Lanzarote Restaurant Review – La Carmencita, Puerto del Carmen

Update: Since we wrote this, La Carmencita has moved from Puerto del Carmen to Matagorda, and they are now located in the main shopping centre in Matagorda.

This one has been on our list for too long. We’ve noticed it’s consistently full of people when we’ve walked past, and we took the opportunity to try it out with some friends recently.

To give it the full name, it’s La Carmencita del Puerto, and it’s set slightly back from the avenida de las playas, in Centro Comercial Maritimo.

This is the story of La Carmencita del Puerto and after whom the restaurant is named.

Legend has it that Lanzaroteña Carmencita was a girl who was born into this world in the early 19th century, she was pure of heart and nature had been generous with her, she was the most beautiful girl in the village. She fell in love with a man they told her not to. Cienfuegos Perdomo, a smuggler and pirate.

He smuggled camels from the African mainland to Arrecife and preyed upon other boats as the opportunity presented itself.

Carmencitas’ love for Cienfuegos proved strong, he had decided to give up his wicked life after his next run, for a life with Carmencita. His luck didn’t hold out it seems and he never returned

Some say he died fighting other pirates, or he’d been enslaved, but most likely he was another of king Neptune’s victims.

For ten years Carmencita went to the port daily, waiting for her man, on the tenth year in despair, she threw herself to the mercy of the ocean. She was never seen again, except for the local fishermen who reported seeing her and hearing her wailing in pain, looking for her love.

Back to the restaurant……

We had pre booked, and I would strongly advise doing so – La Carmencita attracts both tourists and locals, which means they’re busy all through the evening, as locals tend to eat much later.

We were greeted by Irena, who asked if we had been before. When we told her we hadn’t she explained the philosophy of the restaurant and how things work there. She told us that their tapas is for sharing and recommended we order one dish each to start with. She explained they only offer good wine, and it’s €4.50 a glass or €20 a bottle. She also explained that if they brought anything to the table we didn’t like, we could return it and order something else, without charge. Irena did two things that really impressed me – when she spoke to us, she crouched down to be on the same level as us, and while we were perusing the menu, she walked past with dishes for other clients, but took a moment to show them to use and explain what they were.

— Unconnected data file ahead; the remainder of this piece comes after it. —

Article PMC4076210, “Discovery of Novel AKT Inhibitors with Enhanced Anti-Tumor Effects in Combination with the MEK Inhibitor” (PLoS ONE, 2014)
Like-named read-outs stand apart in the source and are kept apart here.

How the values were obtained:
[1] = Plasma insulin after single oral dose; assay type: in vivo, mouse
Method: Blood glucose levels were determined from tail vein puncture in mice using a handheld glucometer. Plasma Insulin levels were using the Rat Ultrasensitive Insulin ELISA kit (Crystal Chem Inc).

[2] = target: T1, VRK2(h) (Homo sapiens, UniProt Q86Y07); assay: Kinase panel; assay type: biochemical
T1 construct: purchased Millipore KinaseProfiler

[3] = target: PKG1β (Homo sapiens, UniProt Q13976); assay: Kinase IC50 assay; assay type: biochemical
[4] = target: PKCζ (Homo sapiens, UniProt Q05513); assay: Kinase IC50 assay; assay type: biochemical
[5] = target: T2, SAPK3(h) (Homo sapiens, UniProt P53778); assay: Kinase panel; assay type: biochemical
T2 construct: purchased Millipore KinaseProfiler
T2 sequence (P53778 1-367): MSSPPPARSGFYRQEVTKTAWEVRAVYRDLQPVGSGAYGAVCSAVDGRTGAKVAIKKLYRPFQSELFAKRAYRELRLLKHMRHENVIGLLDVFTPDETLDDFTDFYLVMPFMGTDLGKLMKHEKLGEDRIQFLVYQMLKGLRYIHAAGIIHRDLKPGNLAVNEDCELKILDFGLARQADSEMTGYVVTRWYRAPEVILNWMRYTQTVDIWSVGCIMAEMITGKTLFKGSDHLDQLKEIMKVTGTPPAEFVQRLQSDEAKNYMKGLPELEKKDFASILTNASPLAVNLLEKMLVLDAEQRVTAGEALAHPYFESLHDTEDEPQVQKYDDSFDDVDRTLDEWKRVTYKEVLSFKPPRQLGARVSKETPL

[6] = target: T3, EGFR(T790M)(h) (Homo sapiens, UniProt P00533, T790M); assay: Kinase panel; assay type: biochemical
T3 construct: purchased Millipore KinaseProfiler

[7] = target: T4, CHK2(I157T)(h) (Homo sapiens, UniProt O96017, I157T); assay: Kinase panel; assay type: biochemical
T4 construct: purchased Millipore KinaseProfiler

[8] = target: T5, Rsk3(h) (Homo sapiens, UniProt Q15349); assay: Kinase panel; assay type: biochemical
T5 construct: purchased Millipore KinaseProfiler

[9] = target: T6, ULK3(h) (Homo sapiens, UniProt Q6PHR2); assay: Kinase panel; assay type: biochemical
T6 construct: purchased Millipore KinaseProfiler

The menu is tapas style, and quite limited, which I always think is a good thing! There are smoked meats and fish, tostadas, where the tapa is served on a toast, house specials and salads.

Between us, we chose Smoked tuna, Chorizo cooked in cider, pork cheeks in sweet sherry, coronation chicken tostada, a goats’s cheese tostada and Codifsh served on a bed of vegetables. Every dish was very good, and featured some interesting twists and a real depth of flavour. The standouts for me were the tuna (wind dried and salted,) the pork cheeks (incredibly rich gravy) and the cod, which was super tasty and firm. Six dishes was possibly a little over the top, and we could have managed with four or five. Click any image to open the gallery.

Six dishes were plenty for us, so we didn’t choose to have a dessert, but you can see a photo of the dessert menu above.

One unusual thing about La Carmencita is that they don’t offer coffee, but we did receive a small chocolate bar each, and a complimentary chupito with the bill.

We loved the whole experience – the service, the food and the ambience. We’ll be back for sure. our bill came to just under €50 per couple and included a bottle of wine and water.

La Carmencita del Puerto is open from Monday to Friday, from 1900 until 2300 on Monday and 1930 until 2300 on the other four days. You’ll find them on Facebook La Carmencita.

For Information, we don’t give reviews in return for free food or advertising and we never tell the restaurant we’re planning to review them. We simply rock up, eat our meal, pay the bill, and then write our review. 

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